Jaguar Land Rover (JLR) says it is hunting 5,000 recruits as it bids to bolster its UK workforce despite concerns about the implications of the Brexit vote.
The carmaker said it was hunting “the next generation of world-class electronics and software engineering talent” through the creation of 1,000 new roles.
They were to be recruited through an app in partnership with the Grammy award-winning band Gorillaz, which includes a code-breaking challenge, the company said.
The other 4,000 new jobs created include manufacturing positions – the majority of all the jobs being in the UK.
The company, which employs 40,000 people worldwide, said it would be hiring over the next year as it shifts more towards electric vehicle technology.
It said that while anyone wishing to apply for the roles could do so in the traditional way with CVs being accepted, it urged potential candidates to crack the code in the alternate reality app.
Alex Heslop, JLR’s head of electrical engineering, said: “As the automotive industry transforms over the next decade, fuelled by software innovation, we have to attract the best talent and that requires a radical rethink of how we recruit.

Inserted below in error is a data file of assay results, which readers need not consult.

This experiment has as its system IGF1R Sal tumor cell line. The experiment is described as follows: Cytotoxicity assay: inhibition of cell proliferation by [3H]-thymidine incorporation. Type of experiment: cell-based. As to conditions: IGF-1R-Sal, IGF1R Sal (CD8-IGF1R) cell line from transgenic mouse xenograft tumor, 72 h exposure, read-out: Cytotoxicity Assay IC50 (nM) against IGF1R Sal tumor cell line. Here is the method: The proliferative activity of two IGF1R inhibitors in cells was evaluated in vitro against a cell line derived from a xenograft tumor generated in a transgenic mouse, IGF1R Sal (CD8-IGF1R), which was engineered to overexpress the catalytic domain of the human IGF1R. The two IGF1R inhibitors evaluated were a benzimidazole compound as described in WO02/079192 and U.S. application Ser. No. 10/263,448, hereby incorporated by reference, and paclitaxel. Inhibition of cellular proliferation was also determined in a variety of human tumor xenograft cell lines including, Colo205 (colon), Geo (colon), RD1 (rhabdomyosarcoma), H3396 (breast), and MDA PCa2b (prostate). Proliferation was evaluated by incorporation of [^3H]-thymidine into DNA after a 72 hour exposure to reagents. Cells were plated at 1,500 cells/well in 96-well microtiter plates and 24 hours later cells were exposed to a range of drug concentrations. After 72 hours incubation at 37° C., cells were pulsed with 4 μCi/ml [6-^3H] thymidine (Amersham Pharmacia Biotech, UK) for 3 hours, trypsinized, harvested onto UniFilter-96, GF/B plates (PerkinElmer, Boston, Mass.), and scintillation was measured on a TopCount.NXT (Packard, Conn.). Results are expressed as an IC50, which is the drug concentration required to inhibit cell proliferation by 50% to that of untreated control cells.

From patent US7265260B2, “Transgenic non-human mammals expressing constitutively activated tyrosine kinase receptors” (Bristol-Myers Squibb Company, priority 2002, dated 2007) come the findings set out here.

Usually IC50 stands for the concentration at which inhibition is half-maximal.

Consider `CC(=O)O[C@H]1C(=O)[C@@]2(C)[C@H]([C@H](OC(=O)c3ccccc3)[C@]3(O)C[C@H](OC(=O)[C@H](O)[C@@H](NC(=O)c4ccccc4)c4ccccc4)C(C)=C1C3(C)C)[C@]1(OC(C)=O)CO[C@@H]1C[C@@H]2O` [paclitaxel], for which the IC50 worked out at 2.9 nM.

Here we’ve found an engaging way to recruit a diverse talent pool in software systems, cyber systems, app development and graphics performance. It will be the first of its kind.”
These are uncertain times for the UK car industry as it demands tariff-free access to the EU following Brexit, as negotiators meet in Brussels for talks for the first time on Monday.
It fears the potential for a loss of competitiveness – and would want compensation to maintain work in the UK should the Government take the UK out of the single market as it has signalled.
Like a growing number of rivals in the luxury market, JLR has joined the electric vehicle race with plans to release for sale, in a year’s time, its Jaguar I-PACE sports car now being built at production facilities in Austria.
Electric technology became a focus for the wider industry in the wake of the so-called dieselgate scandal at Volkswagen.